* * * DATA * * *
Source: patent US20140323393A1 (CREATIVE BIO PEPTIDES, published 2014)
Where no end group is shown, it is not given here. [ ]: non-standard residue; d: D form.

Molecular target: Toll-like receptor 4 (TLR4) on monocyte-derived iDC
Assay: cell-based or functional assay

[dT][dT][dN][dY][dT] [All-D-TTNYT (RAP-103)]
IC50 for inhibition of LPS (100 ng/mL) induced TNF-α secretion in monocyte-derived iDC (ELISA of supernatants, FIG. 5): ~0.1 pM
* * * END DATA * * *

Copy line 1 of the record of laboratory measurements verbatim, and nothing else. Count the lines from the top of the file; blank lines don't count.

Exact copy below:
Source: patent US20140323393A1 (CREATIVE BIO PEPTIDES, published 2014)